Chief justice praises work of federal courts during COVID-19

Supreme Court Chief Justice John Roberts is praising federal courts nationwide for their flexibility in responding to the COVID-19 pandemic

Via AP news wire
Thursday 31 December 2020 23:03 GMT
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Virus Outbreak Supreme Court (Copyright 2020 The Associated Press. All rights reserved.)

Supreme Court Chief Justice John Roberts is praising federal courts nationwide for their flexibility in responding to the COVID-19 pandemic, acknowledging in his annual year-end report the role technology has played in keeping courts running.

The high court has in the past been slow to embrace technology, but the justices conducted their first arguments by phone in May because of the pandemic and allowed the world to listen live, an unprecedented step. Other courts around the country have held video and audio hearings. Roberts did not speculate in his report whether changes made as a result of the pandemic would have a lasting impact or when the high court might resume-in person sessions.

At least some justices have received the first doses of the coronavirus vaccine, however, court spokeswoman Kathy Arberg said in an email Thursday in response to a question from The Associated Press. Officials have said the justices are being provided with doses of the coronavirus vaccine under a directive by President Donald Trump that established continuity of government as a reason for vaccine prioritization.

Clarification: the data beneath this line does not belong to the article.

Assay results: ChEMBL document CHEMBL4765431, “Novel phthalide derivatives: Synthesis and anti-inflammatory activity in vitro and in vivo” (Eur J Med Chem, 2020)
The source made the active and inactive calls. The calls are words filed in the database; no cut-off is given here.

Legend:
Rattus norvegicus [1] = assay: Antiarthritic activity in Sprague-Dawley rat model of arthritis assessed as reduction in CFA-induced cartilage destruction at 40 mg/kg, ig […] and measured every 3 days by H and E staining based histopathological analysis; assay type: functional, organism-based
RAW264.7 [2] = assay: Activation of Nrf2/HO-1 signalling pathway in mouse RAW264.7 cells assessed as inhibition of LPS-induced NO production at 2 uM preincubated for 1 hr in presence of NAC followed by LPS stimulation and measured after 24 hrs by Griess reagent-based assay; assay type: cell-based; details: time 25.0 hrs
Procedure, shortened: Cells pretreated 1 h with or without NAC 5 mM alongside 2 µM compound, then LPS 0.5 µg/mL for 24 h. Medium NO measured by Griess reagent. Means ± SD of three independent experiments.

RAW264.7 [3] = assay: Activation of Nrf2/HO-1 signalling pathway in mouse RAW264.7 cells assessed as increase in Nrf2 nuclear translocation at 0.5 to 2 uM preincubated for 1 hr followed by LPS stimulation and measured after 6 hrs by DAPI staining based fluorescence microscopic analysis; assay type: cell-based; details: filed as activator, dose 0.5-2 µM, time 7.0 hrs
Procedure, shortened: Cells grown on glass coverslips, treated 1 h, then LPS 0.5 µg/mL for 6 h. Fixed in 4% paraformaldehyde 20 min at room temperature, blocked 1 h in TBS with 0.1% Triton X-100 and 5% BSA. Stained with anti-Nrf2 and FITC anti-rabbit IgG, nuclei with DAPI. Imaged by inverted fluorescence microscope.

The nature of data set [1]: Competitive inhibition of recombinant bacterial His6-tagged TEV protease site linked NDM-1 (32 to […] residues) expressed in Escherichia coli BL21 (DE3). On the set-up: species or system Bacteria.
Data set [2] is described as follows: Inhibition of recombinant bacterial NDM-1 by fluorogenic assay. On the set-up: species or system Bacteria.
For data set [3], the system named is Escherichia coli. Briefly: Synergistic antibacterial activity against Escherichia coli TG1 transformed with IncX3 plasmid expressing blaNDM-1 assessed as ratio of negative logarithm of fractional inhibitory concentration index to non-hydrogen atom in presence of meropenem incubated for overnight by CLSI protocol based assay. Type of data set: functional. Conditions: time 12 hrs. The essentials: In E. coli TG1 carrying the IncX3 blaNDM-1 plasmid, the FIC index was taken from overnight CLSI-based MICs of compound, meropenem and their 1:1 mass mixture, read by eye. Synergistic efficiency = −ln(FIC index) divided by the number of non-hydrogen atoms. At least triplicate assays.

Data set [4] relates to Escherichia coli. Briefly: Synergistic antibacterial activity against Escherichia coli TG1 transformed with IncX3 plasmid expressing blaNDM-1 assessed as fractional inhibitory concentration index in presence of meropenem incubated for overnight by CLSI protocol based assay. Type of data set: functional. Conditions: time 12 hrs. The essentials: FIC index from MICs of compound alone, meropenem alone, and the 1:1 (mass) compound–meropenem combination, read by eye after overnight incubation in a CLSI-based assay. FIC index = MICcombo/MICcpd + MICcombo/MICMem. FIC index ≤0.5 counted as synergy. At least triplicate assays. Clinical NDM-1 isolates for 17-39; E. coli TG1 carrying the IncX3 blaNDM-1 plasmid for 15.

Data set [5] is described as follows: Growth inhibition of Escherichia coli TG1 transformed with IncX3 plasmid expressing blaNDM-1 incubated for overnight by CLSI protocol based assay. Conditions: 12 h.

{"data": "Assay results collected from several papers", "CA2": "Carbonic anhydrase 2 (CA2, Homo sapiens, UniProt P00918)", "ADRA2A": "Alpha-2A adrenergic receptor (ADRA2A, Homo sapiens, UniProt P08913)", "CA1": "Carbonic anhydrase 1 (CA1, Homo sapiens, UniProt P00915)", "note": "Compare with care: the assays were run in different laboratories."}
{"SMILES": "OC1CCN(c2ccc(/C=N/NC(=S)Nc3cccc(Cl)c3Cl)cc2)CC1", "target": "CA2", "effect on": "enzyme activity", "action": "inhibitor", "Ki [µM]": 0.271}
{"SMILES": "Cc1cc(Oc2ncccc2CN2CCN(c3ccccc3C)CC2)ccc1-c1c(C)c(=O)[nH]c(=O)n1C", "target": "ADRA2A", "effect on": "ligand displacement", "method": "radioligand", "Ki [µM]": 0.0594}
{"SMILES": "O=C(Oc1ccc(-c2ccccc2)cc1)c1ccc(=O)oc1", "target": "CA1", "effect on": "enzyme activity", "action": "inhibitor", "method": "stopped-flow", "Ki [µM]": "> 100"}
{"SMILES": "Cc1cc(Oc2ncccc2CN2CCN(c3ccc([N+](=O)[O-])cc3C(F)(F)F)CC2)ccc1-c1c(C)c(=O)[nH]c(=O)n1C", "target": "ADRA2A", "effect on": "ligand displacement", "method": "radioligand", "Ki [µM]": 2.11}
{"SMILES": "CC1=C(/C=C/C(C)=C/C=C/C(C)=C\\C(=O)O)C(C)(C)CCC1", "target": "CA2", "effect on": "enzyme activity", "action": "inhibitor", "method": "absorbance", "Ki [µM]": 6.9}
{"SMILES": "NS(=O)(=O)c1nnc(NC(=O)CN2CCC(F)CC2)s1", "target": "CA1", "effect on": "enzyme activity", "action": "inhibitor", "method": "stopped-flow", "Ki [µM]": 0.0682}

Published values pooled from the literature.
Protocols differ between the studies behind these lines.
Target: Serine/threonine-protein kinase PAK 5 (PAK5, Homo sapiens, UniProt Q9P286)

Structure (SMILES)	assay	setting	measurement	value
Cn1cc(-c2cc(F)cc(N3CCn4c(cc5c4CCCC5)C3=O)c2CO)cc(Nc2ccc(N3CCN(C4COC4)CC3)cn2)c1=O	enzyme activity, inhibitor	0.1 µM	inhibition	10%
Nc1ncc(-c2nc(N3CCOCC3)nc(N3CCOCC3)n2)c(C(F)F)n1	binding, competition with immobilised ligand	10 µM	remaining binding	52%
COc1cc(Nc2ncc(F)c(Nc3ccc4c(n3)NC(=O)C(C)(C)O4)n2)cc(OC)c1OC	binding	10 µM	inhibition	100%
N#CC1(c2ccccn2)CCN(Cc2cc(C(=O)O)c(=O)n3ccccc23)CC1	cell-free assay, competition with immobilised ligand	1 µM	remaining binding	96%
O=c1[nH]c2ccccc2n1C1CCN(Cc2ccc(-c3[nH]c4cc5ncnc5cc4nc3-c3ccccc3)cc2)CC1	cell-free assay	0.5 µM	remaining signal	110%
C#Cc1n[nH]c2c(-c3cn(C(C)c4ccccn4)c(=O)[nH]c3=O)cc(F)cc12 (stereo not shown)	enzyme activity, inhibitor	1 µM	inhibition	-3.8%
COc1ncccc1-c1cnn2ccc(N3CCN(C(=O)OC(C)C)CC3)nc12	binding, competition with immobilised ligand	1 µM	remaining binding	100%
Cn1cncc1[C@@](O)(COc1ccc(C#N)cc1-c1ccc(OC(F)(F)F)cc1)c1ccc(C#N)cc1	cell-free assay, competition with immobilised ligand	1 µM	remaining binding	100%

“Although we look forward to returning to normal sittings in our Courtroom, we have been able to stay current in our work. Other appellate courts around the country have responded with similar considered flexibility,” Roberts wrote in the seven-page report released Thursday evening.

Roberts said the past 10 months have been “all hands on deck for the courts.” The high court itself asked employees to begin working remotely in March.

“By April, judges around the country were guiding critical court functions from their home offices — or their kitchen tables,” Roberts wrote. “Hearings of all sorts went virtual. Judges quickly (or at least eventually) learned to use a wide range of available audio and video conferencing tools."

Roberts noted that this is not the first time courts have had to respond to a public health crisis. In the 1790s, when the Supreme Court met in Philadelphia, the justices shortened their argument calendars more than once in response to yellow fever outbreaks. And in 1918, the outbreak of the Spanish flu led to the cancellation of Supreme Court sessions.

The Supreme Court has said it will continue to hear arguments by telephone through at least January.

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